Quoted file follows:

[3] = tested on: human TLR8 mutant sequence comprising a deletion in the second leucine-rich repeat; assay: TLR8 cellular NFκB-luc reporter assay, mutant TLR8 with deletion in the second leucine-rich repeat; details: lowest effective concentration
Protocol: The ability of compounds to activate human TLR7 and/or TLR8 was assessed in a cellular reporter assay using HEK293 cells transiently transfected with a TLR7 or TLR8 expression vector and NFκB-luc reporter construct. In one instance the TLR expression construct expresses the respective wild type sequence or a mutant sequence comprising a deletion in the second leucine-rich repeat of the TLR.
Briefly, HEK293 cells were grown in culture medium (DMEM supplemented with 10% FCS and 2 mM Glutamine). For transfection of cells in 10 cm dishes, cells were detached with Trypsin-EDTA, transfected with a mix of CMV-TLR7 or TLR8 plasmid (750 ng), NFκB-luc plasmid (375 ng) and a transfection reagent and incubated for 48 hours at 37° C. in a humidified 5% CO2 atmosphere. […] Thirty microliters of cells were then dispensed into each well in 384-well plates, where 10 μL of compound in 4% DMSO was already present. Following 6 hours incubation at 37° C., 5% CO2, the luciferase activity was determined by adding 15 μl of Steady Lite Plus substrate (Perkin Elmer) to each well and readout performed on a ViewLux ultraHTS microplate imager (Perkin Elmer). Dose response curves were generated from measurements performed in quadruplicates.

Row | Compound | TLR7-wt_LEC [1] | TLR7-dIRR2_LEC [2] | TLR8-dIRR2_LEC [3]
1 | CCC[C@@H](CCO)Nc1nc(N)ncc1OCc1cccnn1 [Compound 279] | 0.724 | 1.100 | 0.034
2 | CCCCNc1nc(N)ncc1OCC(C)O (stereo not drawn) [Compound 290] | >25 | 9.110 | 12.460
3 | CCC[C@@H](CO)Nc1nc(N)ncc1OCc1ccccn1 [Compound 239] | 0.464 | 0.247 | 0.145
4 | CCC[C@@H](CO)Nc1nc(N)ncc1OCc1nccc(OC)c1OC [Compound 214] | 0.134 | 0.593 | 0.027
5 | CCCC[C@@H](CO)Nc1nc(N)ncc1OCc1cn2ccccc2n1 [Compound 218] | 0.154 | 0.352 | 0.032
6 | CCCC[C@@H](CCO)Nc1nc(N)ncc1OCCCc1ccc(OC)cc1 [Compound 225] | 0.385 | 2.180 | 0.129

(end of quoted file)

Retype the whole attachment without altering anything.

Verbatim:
[3] = tested on: human TLR8 mutant sequence comprising a deletion in the second leucine-rich repeat; assay: TLR8 cellular NFκB-luc reporter assay, mutant TLR8 with deletion in the second leucine-rich repeat; details: lowest effective concentration
Protocol: The ability of compounds to activate human TLR7 and/or TLR8 was assessed in a cellular reporter assay using HEK293 cells transiently transfected with a TLR7 or TLR8 expression vector and NFκB-luc reporter construct. In one instance the TLR expression construct expresses the respective wild type sequence or a mutant sequence comprising a deletion in the second leucine-rich repeat of the TLR.
Briefly, HEK293 cells were grown in culture medium (DMEM supplemented with 10% FCS and 2 mM Glutamine). For transfection of cells in 10 cm dishes, cells were detached with Trypsin-EDTA, transfected with a mix of CMV-TLR7 or TLR8 plasmid (750 ng), NFκB-luc plasmid (375 ng) and a transfection reagent and incubated for 48 hours at 37° C. in a humidified 5% CO2 atmosphere. […] Thirty microliters of cells were then dispensed into each well in 384-well plates, where 10 μL of compound in 4% DMSO was already present. Following 6 hours incubation at 37° C., 5% CO2, the luciferase activity was determined by adding 15 μl of Steady Lite Plus substrate (Perkin Elmer) to each well and readout performed on a ViewLux ultraHTS microplate imager (Perkin Elmer). Dose response curves were generated from measurements performed in quadruplicates.

Row | Compound | TLR7-wt_LEC [1] | TLR7-dIRR2_LEC [2] | TLR8-dIRR2_LEC [3]
1 | CCC[C@@H](CCO)Nc1nc(N)ncc1OCc1cccnn1 [Compound 279] | 0.724 | 1.100 | 0.034
2 | CCCCNc1nc(N)ncc1OCC(C)O (stereo not drawn) [Compound 290] | >25 | 9.110 | 12.460
3 | CCC[C@@H](CO)Nc1nc(N)ncc1OCc1ccccn1 [Compound 239] | 0.464 | 0.247 | 0.145
4 | CCC[C@@H](CO)Nc1nc(N)ncc1OCc1nccc(OC)c1OC [Compound 214] | 0.134 | 0.593 | 0.027
5 | CCCC[C@@H](CO)Nc1nc(N)ncc1OCc1cn2ccccc2n1 [Compound 218] | 0.154 | 0.352 | 0.032
6 | CCCC[C@@H](CCO)Nc1nc(N)ncc1OCCCc1ccc(OC)cc1 [Compound 225] | 0.385 | 2.180 | 0.129